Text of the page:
There are many terms or phrases often thrown about in technology conversations, and as IT consumerization gains traction, BYOD has become an increasingly popular topic for discussion. While we can thank the iPhone for this concept of users bringing their own devices into the enterprise, the growth of BYOD was further exacerbated by the popularity of consumer technologies such as the iPad and Android operating systems. However when we take a minute to further examine BYOD’s popularity in the workplace , it is apparent that the real reason users embrace this concept is their perception their personal technology is more capable than their employer’s IT departments can or are willing to provide.
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Users of technology will force change where technology fails to meet their expectations-This has always been the case. Take for example how the first automated telephone switch came about:
In the late 19th century an undertaker in Kansas City, Missouri by the name of Almon Strowger became frustrated with the telephone company. During this period, the telephone network was very different to how it is today and operators were required to physically patch calls through to receiving parties by plugging cables into the sockets. Strowger was convinced that a switch operator was romantically linked to one of his competitors and as a result was redirecting calls intended for his business to his adversary. Frustrated with the manual process of connecting telephone calls and the subsequent opportunity for either corruption or error, Strowger became set on finding a way to remove the human element from the process. This ultimately led to the invention of one of the first automated telephone switches. What is fascinating about this story is how closely it resembles IT in today’s enterprise.
In today’s enterprise, IT is much like a 19th century telephone company, controlling the infrastructure and ultimately how the user interacts with it. When IT fails to live up to user expectations or challenges user productivity, users ultimately set out to find their own solutions- a huge driver for BYOD and the IT consumerization.
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Avoiding the Inevitable…
Today’s tech-savvy users have brought on a new set of problems for IT in the enterprise. Not only do they have a massive infrastructure to maintain but they also struggle with the need to balance IT control with a flexible and seamless user experience.
There are also instances when IT has to meet the expectations of other industry entities before they can begin to take the necessary next steps towards better serving their users. The healthcare industry is a perfect example of this. Healthcare IT is fraught with compliance requirements that in many cases prevent the use of newer technology. Take for example the power and capabilities of cloud computing solutions. Cloud-based platforms have the ability to provide healthcare institutions with increased storage and computing capacity using limited dollars. However despite the benefits, governance requirements for many in the sector rule this out as an option.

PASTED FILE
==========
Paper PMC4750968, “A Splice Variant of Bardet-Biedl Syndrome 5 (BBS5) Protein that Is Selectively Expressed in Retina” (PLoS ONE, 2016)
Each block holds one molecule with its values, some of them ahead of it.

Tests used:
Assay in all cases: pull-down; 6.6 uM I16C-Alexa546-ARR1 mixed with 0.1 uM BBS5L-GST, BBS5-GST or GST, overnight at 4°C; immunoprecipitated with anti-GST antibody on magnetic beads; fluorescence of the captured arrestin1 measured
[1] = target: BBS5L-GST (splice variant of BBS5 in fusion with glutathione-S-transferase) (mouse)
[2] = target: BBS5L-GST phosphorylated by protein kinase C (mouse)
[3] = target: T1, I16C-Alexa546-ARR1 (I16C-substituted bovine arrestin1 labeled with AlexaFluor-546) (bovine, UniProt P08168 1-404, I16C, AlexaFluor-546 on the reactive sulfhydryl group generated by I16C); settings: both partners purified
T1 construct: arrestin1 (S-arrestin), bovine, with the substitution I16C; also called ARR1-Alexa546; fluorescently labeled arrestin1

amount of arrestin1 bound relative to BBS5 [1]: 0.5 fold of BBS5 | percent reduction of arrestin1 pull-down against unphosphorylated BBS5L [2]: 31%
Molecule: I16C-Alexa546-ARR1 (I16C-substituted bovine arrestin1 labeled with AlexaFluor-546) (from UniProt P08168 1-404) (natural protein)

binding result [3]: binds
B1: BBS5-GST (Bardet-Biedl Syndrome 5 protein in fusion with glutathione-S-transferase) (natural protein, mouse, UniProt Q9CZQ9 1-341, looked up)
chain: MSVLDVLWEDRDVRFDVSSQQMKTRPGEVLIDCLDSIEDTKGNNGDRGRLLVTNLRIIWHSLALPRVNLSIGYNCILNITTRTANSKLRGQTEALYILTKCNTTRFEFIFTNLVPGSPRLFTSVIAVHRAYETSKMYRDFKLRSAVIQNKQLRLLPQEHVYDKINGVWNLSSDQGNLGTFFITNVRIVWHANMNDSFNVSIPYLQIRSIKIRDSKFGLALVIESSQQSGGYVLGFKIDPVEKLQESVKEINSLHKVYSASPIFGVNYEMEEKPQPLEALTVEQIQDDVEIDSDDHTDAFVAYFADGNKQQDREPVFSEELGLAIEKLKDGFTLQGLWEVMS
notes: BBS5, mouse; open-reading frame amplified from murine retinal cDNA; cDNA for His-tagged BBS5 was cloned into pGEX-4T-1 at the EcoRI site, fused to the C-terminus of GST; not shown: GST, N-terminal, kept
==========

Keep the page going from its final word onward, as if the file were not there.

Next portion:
The problem comes where a lack of understanding (or empathy) on behalf of the user exists, thus they set out on obtaining their own solutions. Often, Healthcare IT departments or any IT department for that matter, will roll out a policy that goes far beyond what is actually required because there are no solutions that provide a middle ground. For example: They will prohibit the use of over-the-web synchronization of data because the use of cloud computing services to store data is prohibited. However, in many cases such functionality is available without the use of a cloud.
Everyone is talking about how quickly the explosion of cloud computing and BYOD is evolving and as a result causing more challenges for IT. While this is certainly true, it is important to remember that there has always been an instinctual need for individuals to be more productive at what they do. In an age where users have become increasingly mobile and are dedicating more time to the workplace, this need for technologies that enable user productivity has become more and more important. If the user perceives IT as a “productivity blocker” they will ultimately set out to discover ways around them and establish their own solutions. The key is understanding and compromise. When a user says they want their data in the cloud, oftentimes they actually mean they want the cloud-service experience. Users don’t actually care (or even comprehend) where their data physically resides as long as they can access it efficiently. By understanding the actual user requirement (or desire), IT can combine a range technology services to provide a “solution” that works for all parties.